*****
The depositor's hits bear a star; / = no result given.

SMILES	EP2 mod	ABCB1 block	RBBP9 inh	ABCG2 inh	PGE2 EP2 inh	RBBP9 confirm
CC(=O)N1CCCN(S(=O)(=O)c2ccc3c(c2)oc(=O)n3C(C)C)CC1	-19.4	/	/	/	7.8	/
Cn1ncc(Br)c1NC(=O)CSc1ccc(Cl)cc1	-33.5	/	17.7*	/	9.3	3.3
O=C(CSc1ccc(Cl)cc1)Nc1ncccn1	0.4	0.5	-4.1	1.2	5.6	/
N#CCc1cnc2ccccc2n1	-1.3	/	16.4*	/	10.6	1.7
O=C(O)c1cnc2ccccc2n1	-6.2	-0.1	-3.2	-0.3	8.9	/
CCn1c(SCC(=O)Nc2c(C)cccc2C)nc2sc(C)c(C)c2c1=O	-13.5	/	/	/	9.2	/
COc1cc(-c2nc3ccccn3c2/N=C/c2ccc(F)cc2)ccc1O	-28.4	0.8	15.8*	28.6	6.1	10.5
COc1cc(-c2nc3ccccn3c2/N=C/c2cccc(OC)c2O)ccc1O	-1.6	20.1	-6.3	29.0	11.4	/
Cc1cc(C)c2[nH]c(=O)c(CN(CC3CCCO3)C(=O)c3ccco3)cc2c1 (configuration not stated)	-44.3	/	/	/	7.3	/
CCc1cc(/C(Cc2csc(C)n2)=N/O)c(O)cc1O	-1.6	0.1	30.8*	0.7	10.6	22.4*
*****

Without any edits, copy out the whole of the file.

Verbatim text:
The depositor's hits bear a star; / = no result given.

SMILES	EP2 mod	ABCB1 block	RBBP9 inh	ABCG2 inh	PGE2 EP2 inh	RBBP9 confirm
CC(=O)N1CCCN(S(=O)(=O)c2ccc3c(c2)oc(=O)n3C(C)C)CC1	-19.4	/	/	/	7.8	/
Cn1ncc(Br)c1NC(=O)CSc1ccc(Cl)cc1	-33.5	/	17.7*	/	9.3	3.3
O=C(CSc1ccc(Cl)cc1)Nc1ncccn1	0.4	0.5	-4.1	1.2	5.6	/
N#CCc1cnc2ccccc2n1	-1.3	/	16.4*	/	10.6	1.7
O=C(O)c1cnc2ccccc2n1	-6.2	-0.1	-3.2	-0.3	8.9	/
CCn1c(SCC(=O)Nc2c(C)cccc2C)nc2sc(C)c(C)c2c1=O	-13.5	/	/	/	9.2	/
COc1cc(-c2nc3ccccn3c2/N=C/c2ccc(F)cc2)ccc1O	-28.4	0.8	15.8*	28.6	6.1	10.5
COc1cc(-c2nc3ccccn3c2/N=C/c2cccc(OC)c2O)ccc1O	-1.6	20.1	-6.3	29.0	11.4	/
Cc1cc(C)c2[nH]c(=O)c(CN(CC3CCCO3)C(=O)c3ccco3)cc2c1 (configuration not stated)	-44.3	/	/	/	7.3	/
CCc1cc(/C(Cc2csc(C)n2)=N/O)c(O)cc1O	-1.6	0.1	30.8*	0.7	10.6	22.4*